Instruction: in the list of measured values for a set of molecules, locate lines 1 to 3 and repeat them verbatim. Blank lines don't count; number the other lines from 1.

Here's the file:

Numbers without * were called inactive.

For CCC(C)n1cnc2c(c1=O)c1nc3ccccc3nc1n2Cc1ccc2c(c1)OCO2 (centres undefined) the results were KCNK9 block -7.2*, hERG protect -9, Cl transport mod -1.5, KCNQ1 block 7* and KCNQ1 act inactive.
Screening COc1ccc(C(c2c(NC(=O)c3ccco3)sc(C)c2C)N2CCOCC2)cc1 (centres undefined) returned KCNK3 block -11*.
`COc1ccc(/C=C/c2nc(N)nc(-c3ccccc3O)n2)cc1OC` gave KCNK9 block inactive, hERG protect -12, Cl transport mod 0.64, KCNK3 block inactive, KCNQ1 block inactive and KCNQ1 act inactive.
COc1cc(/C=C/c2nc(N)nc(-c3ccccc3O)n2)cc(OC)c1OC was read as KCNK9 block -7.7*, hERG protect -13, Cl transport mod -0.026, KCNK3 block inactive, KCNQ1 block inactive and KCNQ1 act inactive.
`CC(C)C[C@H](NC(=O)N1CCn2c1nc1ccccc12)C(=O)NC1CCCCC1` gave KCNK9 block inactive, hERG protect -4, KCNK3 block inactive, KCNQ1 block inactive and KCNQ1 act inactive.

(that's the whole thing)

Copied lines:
Numbers without * were called inactive.

For CCC(C)n1cnc2c(c1=O)c1nc3ccccc3nc1n2Cc1ccc2c(c1)OCO2 (centres undefined) the results were KCNK9 block -7.2*, hERG protect -9, Cl transport mod -1.5, KCNQ1 block 7* and KCNQ1 act inactive.
Screening COc1ccc(C(c2c(NC(=O)c3ccco3)sc(C)c2C)N2CCOCC2)cc1 (centres undefined) returned KCNK3 block -11*.